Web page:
Spanish politics: the anything goes culture

My most admired José Juan Toharia—the renowned sociologist who co-founded Cuadernos para el Dialogo back in 1962 and now presides public opinion research firm Metroscopia—has been providing a series of data-driven analysis on perceptions of Catalonia and Spain since the massive independence rally of September 11, 2012.

José Juan Toharia in Entrevistas Digitales (El Pais)

Toharia, who has conducted regular check-ups of the Spanish society for decades, assesses the endurance of the relations between Spain and Catalonia and concludes that “Catalans’ disaffection or distrust towards Spain is not majoritarian, and neither is Spaniards’ disaffection or distrust towards Catalonia”. This “silent reality of personal feelings” contrasts with the noise out there and, as he puts elsewhere, “one wonders for how long will our democracy endure the vulgarity (if not inanity) of our political class dialectics”.

Too frequently, Spanish politicians indulge in a persistent and tacky denigration of their opponents. Far too often, they dangerously cajole the lowest forms of populism. And if these trends were not worrying enough, some of our political representatives tar the political debate with grossly offensive references to Nazism.

On October 11, Spanish Foreign Minister García-Margallo compared Catalan nationalism to Marxism and Nazism in a parliamentary debate. A few days ago, MP Rosa Díez compared the votes for Basque nationalist coalition Bildu to those obtained by the Nazis in 1933. In Catalonia, Coulcilman Jonatan Cobo from Rubi posted on Twitter a picture of Catalan President Artur Mas caricaturized as a Nazi officer with the Sig rune on his name. He was swift to delete the tweet and begrudge an apology, but the issue went wild in the social media.

Shock jocks and some journalists have also taken the easy road. Pedro J. Ramírez, the editor of the second largest national newspaper, tweeted “Sieg heil!! A Catalan mosaic” referring to the Catalan flag wrapping the Camp Nou in Barcelona on the occasion of the annual home match with Real Madrid.  The German criminal code outlaws the use of the “sieg heil” greeting, runic insignias and other Nazi symbols under section 86a, but not the Spanish one.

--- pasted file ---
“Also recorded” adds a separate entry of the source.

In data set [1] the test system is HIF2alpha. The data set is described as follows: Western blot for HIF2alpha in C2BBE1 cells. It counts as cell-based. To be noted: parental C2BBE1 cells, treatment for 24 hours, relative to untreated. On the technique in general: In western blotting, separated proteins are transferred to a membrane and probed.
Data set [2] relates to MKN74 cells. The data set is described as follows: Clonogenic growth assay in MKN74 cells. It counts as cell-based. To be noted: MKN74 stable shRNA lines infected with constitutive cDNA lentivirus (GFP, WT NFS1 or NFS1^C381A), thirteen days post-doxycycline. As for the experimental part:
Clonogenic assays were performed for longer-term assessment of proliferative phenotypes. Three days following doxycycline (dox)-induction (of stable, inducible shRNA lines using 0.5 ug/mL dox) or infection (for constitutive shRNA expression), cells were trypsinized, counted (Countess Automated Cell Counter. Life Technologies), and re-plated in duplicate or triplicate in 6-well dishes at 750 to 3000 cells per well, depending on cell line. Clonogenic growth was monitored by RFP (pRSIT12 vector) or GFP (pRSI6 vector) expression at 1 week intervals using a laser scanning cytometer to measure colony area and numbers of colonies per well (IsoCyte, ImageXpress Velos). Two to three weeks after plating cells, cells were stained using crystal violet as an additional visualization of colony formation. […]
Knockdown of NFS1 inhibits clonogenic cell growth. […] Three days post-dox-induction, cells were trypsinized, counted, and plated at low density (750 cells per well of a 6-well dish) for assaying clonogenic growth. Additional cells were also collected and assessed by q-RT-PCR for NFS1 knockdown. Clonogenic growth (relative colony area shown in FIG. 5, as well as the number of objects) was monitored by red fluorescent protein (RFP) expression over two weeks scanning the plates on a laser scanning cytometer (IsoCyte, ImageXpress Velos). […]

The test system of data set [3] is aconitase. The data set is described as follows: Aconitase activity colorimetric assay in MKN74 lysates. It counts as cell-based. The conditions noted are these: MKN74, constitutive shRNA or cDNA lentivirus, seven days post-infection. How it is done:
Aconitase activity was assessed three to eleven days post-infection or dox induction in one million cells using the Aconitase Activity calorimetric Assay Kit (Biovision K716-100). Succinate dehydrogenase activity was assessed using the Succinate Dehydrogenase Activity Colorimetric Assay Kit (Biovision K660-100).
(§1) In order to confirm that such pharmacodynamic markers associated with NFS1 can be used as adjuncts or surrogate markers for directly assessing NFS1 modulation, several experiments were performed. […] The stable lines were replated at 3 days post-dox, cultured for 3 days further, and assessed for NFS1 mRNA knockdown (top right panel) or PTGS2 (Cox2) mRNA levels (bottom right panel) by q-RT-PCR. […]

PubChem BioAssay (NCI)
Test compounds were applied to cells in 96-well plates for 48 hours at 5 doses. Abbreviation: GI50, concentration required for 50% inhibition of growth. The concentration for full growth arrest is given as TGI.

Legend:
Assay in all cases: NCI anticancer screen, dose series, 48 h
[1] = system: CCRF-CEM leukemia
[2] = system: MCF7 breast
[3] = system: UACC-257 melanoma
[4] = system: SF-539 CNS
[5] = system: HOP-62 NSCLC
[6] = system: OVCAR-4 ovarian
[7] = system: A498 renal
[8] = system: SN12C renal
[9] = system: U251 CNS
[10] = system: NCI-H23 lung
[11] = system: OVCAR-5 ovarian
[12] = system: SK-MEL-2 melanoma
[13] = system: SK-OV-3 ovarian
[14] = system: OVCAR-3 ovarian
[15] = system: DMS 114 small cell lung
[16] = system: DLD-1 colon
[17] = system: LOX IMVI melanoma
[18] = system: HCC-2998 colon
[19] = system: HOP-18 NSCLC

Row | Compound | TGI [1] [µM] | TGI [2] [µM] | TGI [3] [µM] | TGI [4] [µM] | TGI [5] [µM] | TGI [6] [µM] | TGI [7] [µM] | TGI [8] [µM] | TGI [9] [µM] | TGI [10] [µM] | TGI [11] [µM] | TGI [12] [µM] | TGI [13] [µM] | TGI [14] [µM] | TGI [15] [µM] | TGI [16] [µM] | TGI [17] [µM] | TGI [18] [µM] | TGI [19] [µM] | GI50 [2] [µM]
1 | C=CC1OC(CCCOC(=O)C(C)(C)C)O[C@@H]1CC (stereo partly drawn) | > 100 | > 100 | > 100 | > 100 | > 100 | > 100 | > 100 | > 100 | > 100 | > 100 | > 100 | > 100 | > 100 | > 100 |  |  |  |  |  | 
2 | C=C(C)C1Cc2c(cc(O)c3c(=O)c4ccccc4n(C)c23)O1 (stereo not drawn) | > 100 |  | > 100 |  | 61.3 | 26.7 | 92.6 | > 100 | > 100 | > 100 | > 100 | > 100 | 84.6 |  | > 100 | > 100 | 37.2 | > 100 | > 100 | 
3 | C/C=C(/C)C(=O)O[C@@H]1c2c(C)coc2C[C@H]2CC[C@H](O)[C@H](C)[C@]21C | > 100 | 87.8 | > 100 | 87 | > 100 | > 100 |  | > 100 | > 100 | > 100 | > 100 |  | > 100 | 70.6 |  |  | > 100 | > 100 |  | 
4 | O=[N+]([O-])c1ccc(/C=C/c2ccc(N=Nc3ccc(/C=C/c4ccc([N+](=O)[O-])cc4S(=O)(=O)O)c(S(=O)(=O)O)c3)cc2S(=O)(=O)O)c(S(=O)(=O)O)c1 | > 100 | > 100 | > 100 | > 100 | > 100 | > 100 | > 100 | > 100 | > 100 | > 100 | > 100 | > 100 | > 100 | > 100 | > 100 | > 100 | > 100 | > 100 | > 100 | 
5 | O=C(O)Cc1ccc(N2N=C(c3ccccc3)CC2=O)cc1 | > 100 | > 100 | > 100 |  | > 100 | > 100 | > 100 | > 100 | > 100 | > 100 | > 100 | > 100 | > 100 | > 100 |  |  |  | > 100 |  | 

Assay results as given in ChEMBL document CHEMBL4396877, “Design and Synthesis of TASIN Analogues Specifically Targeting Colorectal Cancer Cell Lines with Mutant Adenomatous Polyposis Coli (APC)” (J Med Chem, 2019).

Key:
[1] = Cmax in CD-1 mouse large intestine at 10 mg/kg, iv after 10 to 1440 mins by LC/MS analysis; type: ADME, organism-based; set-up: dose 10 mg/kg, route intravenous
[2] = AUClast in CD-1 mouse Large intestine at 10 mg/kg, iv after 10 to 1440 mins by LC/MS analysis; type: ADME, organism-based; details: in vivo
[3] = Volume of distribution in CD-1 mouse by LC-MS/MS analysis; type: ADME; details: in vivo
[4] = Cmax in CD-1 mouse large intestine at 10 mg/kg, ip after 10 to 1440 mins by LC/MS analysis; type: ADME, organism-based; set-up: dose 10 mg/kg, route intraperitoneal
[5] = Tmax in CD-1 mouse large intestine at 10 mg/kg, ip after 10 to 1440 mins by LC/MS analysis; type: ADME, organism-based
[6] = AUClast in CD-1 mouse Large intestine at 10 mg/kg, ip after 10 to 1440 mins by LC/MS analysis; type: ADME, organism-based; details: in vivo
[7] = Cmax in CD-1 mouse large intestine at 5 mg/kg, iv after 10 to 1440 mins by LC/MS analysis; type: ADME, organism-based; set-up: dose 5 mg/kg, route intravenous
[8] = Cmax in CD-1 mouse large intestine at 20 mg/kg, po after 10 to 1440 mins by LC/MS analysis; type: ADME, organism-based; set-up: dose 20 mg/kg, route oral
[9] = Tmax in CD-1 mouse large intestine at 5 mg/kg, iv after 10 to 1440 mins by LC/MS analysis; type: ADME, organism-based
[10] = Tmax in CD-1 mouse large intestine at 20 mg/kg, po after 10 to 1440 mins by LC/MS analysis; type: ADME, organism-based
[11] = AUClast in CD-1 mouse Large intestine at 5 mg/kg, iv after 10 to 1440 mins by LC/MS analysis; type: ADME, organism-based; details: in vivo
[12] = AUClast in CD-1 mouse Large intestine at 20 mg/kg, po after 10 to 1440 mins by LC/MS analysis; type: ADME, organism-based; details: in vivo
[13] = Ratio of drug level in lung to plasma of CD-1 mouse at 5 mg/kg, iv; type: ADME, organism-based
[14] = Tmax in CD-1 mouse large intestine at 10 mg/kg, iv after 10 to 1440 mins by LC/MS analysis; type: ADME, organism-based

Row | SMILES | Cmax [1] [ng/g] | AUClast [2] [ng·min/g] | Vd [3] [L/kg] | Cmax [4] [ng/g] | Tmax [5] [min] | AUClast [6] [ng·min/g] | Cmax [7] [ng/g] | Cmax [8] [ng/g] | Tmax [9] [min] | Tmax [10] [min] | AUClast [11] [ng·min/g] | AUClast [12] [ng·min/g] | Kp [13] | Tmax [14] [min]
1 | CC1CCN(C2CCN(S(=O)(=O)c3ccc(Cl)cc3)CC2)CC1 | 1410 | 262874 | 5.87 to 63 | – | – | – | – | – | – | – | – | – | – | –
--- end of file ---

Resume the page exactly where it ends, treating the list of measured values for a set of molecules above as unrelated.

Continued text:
Echoing the same event, historian Antonio Elorza stated that “in the collective flag at the Camp Nou, as once at Nuremberg, there is no room for opponents or dissidents”. To him, Barça fans holding the flag are a renewed version of authoritarian nationalisms of the early 20thcentury, theoretically inspired by Carl Schmitt.

Carl Schmitt

The influence of Carl Schmitt in Spain is undeniable, but the target is slightly missed. The political theorist and Third Reich’s Kronjurist has exerted a long fascination among different generations of Spanish legal scholars and politicians, notably Manuel Fraga Iribarne (Minister for Information and Tourism under Gen. Franco’s dictatorship and founder of the present Popular Party), Enrique Tierno Galván, one of the Socialist leaders during the Spanish transition and the first democratic Mayor of Madrid, or Francisco Sosa Wagner, Member of the European Parliament and fellow of Rosa Díez at Union, Progress and Democracy. To many of these scholars, the involvement of Schmitt with the Nazi regime was a mere faux pas that does not undermine his contribution to the critics of liberalism and parliamentary democracy.

Unfortunately, these comments tap into a deep vein: the one that shackles Spanish political discourse by reviling opponents with the most abusive language. It may get bigger audiences, but it also opens the floodgates to slander, sinking everyone into the quagmire. A civilized society should not accept such slide towards prejudice and hate. Verbal violence is always the first step, the one that sets the ground and justifies further escalation. The pattern is well-known by anyone dealing with conflict. Neither Spaniards nor Catalans deserve it. The loser, once again, is democracy.


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